AP Photo/David Goldman
In this January 8, 2013 photo, Bernice King stands in the King Center next to a banner hanging in memory of her father, Dr. Martin Luther King Jr., in Atlanta.

King’s Daughter Calls for Honor Song and Brotherhood in Chamberlain

Christina Rose
4/4/14

Calling for a symphony of brotherhood rather than the jangled discord of our nation, Bernice King, the youngest daughter of Martin Luther King Jr., has asked the Chamberlain School District in South Dakota for a gesture of hope and healing “towards fulfilling my father’s dream.”

King has sent a letter to the Chamberlain School Board requesting that the Honor Song be played at graduation ceremonies. For the last five years, the school board has refused to allow the song at graduation saying it is against the school’s tradition.

RELATED: South Dakota School Won't Allow Native Honor Song at Graduation

On behalf of the Martin Luther King Jr. Center for Nonviolent Social Change, King wrote that the Honor Song conveys positive messages, especially when sung in the Lakota language. “It would allow non-Native students to express their respect and goodwill towards Native students, just as Native students have frequently joined in singing songs that originate in cultures different from their own.”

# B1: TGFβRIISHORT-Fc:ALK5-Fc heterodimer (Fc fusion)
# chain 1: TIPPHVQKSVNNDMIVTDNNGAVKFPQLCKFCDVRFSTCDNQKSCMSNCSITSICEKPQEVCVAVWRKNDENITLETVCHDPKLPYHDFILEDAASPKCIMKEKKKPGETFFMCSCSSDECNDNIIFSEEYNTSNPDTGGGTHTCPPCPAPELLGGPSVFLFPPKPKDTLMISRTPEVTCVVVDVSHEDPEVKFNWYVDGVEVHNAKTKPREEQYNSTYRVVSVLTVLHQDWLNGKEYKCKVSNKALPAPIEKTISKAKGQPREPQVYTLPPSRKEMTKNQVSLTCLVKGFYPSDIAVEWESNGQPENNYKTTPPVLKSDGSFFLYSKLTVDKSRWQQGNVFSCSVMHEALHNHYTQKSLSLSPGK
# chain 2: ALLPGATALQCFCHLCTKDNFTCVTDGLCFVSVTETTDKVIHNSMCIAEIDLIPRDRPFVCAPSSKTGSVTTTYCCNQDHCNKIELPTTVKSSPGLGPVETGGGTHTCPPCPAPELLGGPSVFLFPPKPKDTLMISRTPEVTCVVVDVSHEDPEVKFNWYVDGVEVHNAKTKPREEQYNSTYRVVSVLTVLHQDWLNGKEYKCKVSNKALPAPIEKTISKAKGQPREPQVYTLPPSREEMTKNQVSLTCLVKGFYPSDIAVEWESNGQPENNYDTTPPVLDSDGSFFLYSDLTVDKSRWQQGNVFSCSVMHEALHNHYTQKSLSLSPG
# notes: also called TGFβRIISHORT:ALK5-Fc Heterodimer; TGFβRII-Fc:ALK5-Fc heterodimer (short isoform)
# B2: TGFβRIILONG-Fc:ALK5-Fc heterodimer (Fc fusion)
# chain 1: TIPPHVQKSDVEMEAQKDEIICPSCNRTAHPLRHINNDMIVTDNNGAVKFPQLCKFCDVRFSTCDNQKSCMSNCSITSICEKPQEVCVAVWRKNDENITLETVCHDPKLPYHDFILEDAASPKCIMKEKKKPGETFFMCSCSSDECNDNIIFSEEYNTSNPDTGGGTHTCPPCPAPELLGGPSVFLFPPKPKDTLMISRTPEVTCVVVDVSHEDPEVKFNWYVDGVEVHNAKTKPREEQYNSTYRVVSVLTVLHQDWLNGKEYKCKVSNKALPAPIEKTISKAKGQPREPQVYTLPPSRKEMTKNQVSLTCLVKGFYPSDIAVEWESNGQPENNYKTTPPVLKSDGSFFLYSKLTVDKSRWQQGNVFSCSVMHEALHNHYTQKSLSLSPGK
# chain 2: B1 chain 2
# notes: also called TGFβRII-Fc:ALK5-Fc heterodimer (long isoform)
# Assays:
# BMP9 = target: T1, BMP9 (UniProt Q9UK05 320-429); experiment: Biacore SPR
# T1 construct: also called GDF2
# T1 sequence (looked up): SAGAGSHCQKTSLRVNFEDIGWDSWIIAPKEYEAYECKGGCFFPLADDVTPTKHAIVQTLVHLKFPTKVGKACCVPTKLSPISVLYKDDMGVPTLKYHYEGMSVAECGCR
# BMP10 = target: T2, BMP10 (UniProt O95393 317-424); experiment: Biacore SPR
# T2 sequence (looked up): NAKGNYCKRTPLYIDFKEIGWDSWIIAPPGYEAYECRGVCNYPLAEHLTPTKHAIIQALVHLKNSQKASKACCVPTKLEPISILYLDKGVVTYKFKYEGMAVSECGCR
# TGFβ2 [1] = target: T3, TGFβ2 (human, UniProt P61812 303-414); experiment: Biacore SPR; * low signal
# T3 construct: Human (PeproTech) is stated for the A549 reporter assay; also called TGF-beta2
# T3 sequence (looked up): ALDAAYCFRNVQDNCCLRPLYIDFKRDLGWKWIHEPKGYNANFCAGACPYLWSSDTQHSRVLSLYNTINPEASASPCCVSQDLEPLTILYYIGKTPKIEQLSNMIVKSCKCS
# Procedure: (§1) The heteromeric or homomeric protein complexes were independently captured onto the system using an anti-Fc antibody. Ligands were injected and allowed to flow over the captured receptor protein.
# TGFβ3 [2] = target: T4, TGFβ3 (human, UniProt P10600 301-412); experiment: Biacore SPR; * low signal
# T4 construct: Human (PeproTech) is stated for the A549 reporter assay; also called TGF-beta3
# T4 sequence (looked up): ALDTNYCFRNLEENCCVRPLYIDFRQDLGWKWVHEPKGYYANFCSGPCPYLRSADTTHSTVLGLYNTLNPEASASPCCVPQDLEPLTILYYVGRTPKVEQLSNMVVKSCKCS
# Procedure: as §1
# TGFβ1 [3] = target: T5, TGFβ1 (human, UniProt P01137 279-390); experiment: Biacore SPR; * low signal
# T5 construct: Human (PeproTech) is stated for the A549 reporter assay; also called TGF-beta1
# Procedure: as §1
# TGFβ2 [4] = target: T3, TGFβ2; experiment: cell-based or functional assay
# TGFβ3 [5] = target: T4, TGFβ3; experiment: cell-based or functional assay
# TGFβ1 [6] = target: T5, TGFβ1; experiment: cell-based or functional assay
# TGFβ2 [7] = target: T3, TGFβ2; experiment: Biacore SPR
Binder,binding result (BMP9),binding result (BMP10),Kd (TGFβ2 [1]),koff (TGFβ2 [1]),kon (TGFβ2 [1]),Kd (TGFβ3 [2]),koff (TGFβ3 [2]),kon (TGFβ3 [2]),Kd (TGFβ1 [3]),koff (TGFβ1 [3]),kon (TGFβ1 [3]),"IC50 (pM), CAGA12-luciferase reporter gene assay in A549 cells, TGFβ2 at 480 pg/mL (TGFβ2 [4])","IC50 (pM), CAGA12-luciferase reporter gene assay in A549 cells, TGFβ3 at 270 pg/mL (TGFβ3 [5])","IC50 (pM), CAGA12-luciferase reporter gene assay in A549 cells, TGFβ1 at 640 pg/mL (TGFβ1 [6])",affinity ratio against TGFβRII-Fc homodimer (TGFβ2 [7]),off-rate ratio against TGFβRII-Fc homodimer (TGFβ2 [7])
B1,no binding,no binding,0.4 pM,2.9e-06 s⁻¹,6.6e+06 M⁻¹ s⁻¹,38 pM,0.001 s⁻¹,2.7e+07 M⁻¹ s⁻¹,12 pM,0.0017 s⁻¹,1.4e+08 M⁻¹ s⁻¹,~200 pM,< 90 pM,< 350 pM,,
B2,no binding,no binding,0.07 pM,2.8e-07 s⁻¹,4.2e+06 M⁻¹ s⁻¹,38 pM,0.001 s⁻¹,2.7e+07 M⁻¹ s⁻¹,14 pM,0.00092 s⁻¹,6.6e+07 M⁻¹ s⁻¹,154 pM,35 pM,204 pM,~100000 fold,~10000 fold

At this time, the school board has not yet reviewed the letter and is not yet ready to comment, according to the school’s superintendent Debra Johnson. Last year, Johnson and High School Principal Allan Bertram made the decision to incorporate the Honor Song in a special in-school assembly.

RELATED: Is Racism Behind Banning of Honor Song From Graduation Ceremonies?

At one of last year’s school board meetings, the board announced that the conversation about the song was over for good, said James Cadwell, who has worked for five years to move the district towards allowing the song at graduation.

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